Palaces > Kempten Residence

Object description:

Kempten Residence
Audience Room
Throne Hall

Kempten Residence

The Kempten Residence was the first monumental baroque monastery complex to be built in Germany after the Thirty Years’ War. After the destruction of the Benedictine Monastery that had originally been founded in 750, in 1651 the ambitious young prince-abbot Roman Giel von Gielsberg set about rebuilding the church and residence on a massive scale. For this major project he appointed the architect Michael Beer from Vorarlberg. When Beer resigned his commission at the end of 1653, the west wing of the Residence was complete and the foundations of the other tracts had already been laid. Sections of the abbey church had also been built. In the spring of 1654, Johann Serro from the Grisons came to replace Michael Beer. He built a sacristy connecting the church with the palace and in 1670 finished the main building.

The decoration and furnishing of the prince-abbot’s apartments in the south wing of the Residence was completed from 1732 to 1742 by a team of top artists summoned by the knowledgeable Anselm von Reichlin-Meldegg, who had succeeded Rupert von Bodmann as prince-abbot in 1728. These included the painter Franz Georg Hermann who was responsible for the overall artistic concept, the sculptor Aegid Verhelst and the stucco-worker Johann Georg Üblher.

The sequence of the rooms is typical of the apartments of 18th-century regents: banqueting hall, antechamber, audience room, salon, bedroom. All that is missing is the cabinet that is usually adjacent to the bedroom, which has been replaced by the chancellery.

From 1732 to 1735 the team of artists worked on the actual residential rooms, which are in the late régence style, and from 1740 to 1742 on their crowning achievement, the Banqueting Hall, which is probably based on a design by Dominikus Zimmermann and is one of the most magnificent examples of the Bavarian rococo style. The rectangular hall two floors high with five window axes is distinguished by its subtle, well-balanced architectural design, and is decorated with elaborate stucco-work figure compositions by Johann Georg Üblher. The entire barrel vault is decorated with a ceiling painting by Franz Georg Hermann which glorifies the monastery and its history.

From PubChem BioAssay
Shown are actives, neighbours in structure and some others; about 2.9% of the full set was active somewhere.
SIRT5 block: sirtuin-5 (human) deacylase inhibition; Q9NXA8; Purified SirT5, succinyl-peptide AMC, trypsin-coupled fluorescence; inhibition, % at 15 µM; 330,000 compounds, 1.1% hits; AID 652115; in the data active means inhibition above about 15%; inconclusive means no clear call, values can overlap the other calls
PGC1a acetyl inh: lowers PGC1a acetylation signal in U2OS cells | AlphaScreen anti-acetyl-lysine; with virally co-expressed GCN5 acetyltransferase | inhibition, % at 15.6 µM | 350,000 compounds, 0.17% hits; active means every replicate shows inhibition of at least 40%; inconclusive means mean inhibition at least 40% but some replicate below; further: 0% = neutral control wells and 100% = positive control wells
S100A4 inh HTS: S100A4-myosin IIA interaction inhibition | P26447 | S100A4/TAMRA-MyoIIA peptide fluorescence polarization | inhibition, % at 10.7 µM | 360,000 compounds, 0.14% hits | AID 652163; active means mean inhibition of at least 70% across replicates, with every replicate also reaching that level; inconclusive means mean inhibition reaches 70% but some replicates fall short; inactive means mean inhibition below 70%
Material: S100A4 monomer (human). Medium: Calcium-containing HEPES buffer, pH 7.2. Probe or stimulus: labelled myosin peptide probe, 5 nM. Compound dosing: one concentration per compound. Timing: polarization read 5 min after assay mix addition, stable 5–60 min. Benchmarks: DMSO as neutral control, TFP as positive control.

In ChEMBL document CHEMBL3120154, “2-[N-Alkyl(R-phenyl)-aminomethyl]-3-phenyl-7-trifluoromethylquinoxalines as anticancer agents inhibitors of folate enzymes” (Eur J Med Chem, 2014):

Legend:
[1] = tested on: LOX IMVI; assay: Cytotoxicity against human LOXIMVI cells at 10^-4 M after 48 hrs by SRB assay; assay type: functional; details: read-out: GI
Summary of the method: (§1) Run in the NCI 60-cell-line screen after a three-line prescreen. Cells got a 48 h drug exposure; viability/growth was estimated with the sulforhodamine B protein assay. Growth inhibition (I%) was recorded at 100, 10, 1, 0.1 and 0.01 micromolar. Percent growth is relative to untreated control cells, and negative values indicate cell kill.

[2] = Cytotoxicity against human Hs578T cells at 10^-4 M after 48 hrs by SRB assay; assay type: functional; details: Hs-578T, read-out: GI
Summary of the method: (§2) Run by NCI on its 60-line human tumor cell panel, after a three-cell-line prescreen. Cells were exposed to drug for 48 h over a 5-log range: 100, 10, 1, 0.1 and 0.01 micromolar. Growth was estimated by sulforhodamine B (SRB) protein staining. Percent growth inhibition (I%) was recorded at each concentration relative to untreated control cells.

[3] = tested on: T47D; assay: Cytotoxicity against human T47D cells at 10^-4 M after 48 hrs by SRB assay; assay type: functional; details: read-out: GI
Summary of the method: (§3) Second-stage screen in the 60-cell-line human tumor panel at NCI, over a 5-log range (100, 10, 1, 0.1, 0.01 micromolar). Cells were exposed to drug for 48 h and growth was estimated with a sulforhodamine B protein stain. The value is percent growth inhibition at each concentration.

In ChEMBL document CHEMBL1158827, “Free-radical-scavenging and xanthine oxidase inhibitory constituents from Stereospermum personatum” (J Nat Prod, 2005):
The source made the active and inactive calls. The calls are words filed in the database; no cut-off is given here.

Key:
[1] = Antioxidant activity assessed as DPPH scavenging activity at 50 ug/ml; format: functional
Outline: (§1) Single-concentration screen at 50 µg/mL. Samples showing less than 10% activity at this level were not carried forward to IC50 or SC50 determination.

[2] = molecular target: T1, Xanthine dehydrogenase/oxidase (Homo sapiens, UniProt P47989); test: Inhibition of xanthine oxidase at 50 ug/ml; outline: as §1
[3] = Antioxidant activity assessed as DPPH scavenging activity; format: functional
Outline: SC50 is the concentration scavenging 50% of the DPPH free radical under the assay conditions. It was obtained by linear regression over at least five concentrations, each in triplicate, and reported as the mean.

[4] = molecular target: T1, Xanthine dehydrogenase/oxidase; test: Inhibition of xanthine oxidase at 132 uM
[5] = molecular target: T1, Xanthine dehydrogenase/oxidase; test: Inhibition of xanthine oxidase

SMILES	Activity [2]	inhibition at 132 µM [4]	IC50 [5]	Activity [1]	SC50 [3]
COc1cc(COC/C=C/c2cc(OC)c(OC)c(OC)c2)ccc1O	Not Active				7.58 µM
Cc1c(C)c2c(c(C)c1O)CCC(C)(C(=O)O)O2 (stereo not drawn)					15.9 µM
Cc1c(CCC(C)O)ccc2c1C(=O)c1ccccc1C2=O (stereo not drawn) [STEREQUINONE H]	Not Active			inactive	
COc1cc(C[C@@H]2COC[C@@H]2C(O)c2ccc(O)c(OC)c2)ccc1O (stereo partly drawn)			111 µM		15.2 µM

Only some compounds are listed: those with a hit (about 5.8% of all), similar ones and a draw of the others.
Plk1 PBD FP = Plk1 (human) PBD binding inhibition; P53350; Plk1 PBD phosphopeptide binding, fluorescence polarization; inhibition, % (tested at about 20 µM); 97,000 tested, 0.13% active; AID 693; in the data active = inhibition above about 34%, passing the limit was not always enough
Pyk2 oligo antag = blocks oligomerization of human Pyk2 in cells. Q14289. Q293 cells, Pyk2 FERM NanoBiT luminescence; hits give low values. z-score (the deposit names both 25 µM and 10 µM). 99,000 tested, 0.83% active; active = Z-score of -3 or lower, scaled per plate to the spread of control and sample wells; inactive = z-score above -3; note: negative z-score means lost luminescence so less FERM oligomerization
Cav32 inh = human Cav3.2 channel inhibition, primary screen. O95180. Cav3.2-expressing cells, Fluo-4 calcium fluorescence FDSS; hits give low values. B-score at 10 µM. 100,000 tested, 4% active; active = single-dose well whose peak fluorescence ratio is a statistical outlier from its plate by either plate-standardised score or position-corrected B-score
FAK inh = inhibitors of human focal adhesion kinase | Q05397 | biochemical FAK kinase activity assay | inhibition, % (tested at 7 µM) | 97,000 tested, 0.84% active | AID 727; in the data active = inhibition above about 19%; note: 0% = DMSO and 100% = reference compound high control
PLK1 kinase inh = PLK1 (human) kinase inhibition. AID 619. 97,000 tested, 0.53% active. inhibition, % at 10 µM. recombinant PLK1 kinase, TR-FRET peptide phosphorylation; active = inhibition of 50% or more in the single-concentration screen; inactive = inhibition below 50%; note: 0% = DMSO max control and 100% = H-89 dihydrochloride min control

The unusual presence of sacral architectural and decorative elements in a royal palace and the strong, warm colours which give the rooms their cheerful and comfortable appearance make the prince-abbot’s apartments unique.

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Residenzplatz 4-6
87435 Kempten

Opening hours

April-October: 10 am-4 pm
(Start of the last tour: 4 pm)
closed Mondays
(except: Easter Monday, Whit Monday)

November, January-March:
Sat/Sun 10 am-4 pm
(Start of the last tour: 4 pm)

December: during the Christmas market daily 12.15 pm-4 pm
(Start of the last tour: 4 pm)

Guided tour only

Closed on: January 1, Shrove Tuesday, December 24/25/31

General information on opening times and admission fees

Guided tours

The visit is only possible with a guided tour (in German; every 45 minutes).
The last tour starts at 4 pm.

Admission fees 2024

3.50 euros regular
2.50 euros reduced

Children under 18 are admitted free of charge.

General tariff regulations (excerpt)

Annual season tickets/
14-day tickets


Getting here / parking


Bus to 'Zentrale Umsteigestelle'

Underground parking at 'Königsplatz'

Further information

No dogs or other animals may be taken into the Kempten Residence.

Service (leaflets, photo/film, links…)

Administrative office

Bayer. Schlösserverwaltung/
Außenstelle Kempten
Am Stadtpark 3
87435 Kempten
0831 256-1249
Fax 0831 256-1260

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